One thing we all need to start doing is talk about climate change! Many studies have proven the benefits of having open dialogue with friends and family about climate change and how it results in further discussions and adoption of scientific facts. This means that when you talk to your friends and family about climate change and the status of the environment, it persuades people to continue discussions with their social circle and do more research to be able to understand and talk about the issue more thoroughly (8,9,10). Another reason talking about climate change has a positive impact is because when individuals take action it encourages others to take action. An example of this is the Great Thunberg effect! Climate activist, Greta Thunberg, has become so influential due to highlighting environmental injustice, that people who are familiar with her and her actions are more likely to take collective action to reduce global warming (11). Many studies have shown similar impacts and other studies have also discussed how making something a social norm pushes other people to take action (12). An example of this would be recycling! Eventually recycling became a social norm and now it is pretty taboo to not recycle. Just imagine what we can do if we make all environmentally friendly habits a social norm! By influencing just a few people we can start a chain reaction of change and passion for fighting for the environment. Instead of shaming others for not bringing a reusable bag or not composting all of their food scraps, we need to be encouraging others to try and make changes that fit their lifestyle and work to create a more united front that we can use to push corporations and policies that can make real lasting change.
Another great way for individuals to fight against climate change is to get involved in any way they can. There are so many opportunities out there to get involved either through volunteering or working for an organization that is pushing for larger change. And if you have always wanted to get involved, but don’t know where to start, try this exercise that the hosts of the podcast How to Save A Planet by Gimlet media mentioned on their episode on carbon footprints. Think about what you are good at, what issue you want to target and feel passionate about, and what brings you joy. At the intersection of all of these questions you will be able to find an organization that is the right fit for you and that would benefit from your specific skill set. And if there isn’t one that focuses on the issue you’re passionate about, you can start one! Pushing for environmental change doesn’t have to become your full time job but if you can volunteer or do things after work to get involved you can make a big difference. Remember, a team of people will always be better than one individual when it comes to fighting these corporate systems that are responsible for so much environmental damage.
Even though it may not seem like the changes you have made in your own life are making that big of a difference, just know that you could be inspiring people all around you to make similar changes, spreading positive change everywhere. So if you love vegetarian cooking, Instagram or blog about it and bring others along. If you have time to get involved in local environmental organizations or join campaigns to get more bike lanes in your neighborhood. Do that instead of worrying about every single lightbulb in your house that isn’t LED or that you forgot to bring your reusable bags to the store that one time. Every action can help reduce the global carbon footprint, but if you are able to push corporations or change policies by doing something you are passionate about and enjoy, that can make a huge impact!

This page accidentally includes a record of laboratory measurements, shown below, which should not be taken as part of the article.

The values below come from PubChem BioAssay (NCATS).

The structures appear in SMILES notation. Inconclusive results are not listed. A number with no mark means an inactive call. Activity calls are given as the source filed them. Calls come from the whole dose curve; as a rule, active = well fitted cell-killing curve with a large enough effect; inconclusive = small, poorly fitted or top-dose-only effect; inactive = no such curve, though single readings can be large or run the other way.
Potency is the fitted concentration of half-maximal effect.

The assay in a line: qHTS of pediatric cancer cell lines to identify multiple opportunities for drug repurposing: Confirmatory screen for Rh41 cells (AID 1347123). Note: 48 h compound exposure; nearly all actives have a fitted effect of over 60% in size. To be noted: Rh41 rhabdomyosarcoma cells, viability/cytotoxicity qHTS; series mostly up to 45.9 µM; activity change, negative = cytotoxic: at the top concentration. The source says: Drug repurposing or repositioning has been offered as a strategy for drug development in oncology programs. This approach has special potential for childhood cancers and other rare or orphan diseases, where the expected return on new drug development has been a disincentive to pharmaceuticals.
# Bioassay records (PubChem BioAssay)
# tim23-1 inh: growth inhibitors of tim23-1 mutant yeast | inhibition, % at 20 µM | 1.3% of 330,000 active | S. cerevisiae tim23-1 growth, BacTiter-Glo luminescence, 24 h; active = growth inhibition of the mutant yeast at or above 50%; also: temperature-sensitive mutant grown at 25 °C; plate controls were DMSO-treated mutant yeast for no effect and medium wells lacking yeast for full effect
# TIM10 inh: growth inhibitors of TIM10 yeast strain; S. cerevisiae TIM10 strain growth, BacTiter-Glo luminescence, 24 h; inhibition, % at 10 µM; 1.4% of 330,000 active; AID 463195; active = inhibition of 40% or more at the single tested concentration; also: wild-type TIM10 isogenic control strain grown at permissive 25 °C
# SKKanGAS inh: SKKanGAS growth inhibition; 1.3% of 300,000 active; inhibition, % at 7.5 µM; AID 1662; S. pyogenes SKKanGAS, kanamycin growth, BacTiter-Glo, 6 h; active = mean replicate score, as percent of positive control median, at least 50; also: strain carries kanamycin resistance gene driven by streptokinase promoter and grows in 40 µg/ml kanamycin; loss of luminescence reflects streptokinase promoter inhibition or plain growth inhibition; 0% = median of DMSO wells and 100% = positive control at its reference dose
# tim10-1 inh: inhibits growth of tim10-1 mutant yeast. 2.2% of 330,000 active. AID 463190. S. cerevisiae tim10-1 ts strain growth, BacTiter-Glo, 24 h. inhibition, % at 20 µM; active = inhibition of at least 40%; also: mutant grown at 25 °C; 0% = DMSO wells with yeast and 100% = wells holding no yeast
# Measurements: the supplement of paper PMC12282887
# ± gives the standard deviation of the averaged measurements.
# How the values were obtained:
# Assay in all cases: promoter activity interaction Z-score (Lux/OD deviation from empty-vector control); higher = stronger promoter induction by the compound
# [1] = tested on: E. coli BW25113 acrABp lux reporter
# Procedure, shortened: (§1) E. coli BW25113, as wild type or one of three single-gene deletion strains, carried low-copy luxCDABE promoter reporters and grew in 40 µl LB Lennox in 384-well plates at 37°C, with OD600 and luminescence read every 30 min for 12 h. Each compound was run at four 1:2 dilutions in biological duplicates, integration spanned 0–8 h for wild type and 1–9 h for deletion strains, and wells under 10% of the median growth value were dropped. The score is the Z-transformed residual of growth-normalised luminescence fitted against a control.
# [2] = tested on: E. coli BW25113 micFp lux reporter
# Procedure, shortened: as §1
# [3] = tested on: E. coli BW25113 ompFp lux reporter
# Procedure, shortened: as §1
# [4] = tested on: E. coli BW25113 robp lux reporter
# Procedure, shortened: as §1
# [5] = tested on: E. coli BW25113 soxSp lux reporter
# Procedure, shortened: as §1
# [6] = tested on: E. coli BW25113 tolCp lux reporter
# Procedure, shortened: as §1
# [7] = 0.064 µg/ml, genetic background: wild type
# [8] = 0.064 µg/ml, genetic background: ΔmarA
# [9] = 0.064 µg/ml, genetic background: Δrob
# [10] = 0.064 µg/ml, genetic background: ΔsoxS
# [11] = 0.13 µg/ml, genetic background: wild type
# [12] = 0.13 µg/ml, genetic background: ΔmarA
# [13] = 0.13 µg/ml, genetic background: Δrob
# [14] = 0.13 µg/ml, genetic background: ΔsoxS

Lists of Climate Change Action Organizations
- Climate Action Network
- USCAN Climate Action Network
- Bay Area Climate Action Map
- Climate Change Resources
- Wiedmann, T. and Minx, J. (2008). A Definition of ‘Carbon Footprint’. In: C. C. Pertsova, Ecological Economics Research Trends: Chapter 1, pp. 1-11, Nova Science Publishers, Hauppauge NY, USA. https://www.novapublishers.com/catalog/product_info.php?products_id=5999.
- Jones, C. M., & Kammen, D. M. (2011). Quantifying Carbon Footprint Reduction Opportunities for U.S. Households and Communities. Environmental Science & Technology, 45(9), 4088–4095. https://doi.org/10.1021/es102221h
- Jackson, R. (n.d.). The Effects of Climate Change. Climate Change: Vital Signs of the Planet. Retrieved May 7, 2021, from https://climate.nasa.gov/effects
- Hawken, Paul. Drawdown: The Most Comprehensive Plan Ever Proposed to Reverse Global Warming. , 2017.
- Summary for Policymakers—Global Warming of 1.5 oC. (n.d.). Retrieved May 21, 2021, from https://www.ipcc.ch/sr15/chapter/spm/
- Goldberg, M. H., Linden, S. van der, Maibach, E., & Leiserowitz, A. (2019). Discussing global warming leads to greater acceptance of climate science. Proceedings of the National Academy of Sciences, 116(30), 14804–14805. https://doi.org/10.1073/pnas.1906589116
- Heald, S. (2017). Climate Silence, Moral Disengagement, and Self-Efficacy: How Albert Bandura’s Theories Inform Our Climate-Change Predicament. Environment: Science and Policy for Sustainable Development, 59(6), 4–15. https://doi.org/10.1080/00139157.2017.1374792
- Geiger, N., Swim, J. K., & Fraser, J. (2017). Creating a climate for change: Interventions, efficacy and public discussion about climate change. Journal of Environmental Psychology, 51, 104–116. https://doi.org/10.1016/j.jenvp.2017.03.010
- Sabherwal, A., Ballew, M. T., Linden, S. van der, Gustafson, A., Goldberg, M. H., Maibach, E. W., Kotcher, J. E., Swim, J. K., Rosenthal, S. A., & Leiserowitz, A. (2021). The Greta Thunberg Effect: Familiarity with Greta Thunberg predicts intentions to engage in climate activism in the United States. Journal of Applied Social Psychology, 51(4), 321–333. https://doi.org/10.1111/jasp.12737
- Wolske, K. S., Link to external site, this link will open in a new window, Gillingham, K. T., Link to external site, this link will open in a new window, & Wesley, S. P. (2020). Peer influence on household energy behaviours. Nature Energy, 5(3), 202–212. http://dx.doi.org.proxyau.wrlc.org/10.1038/s41560-019-0541-9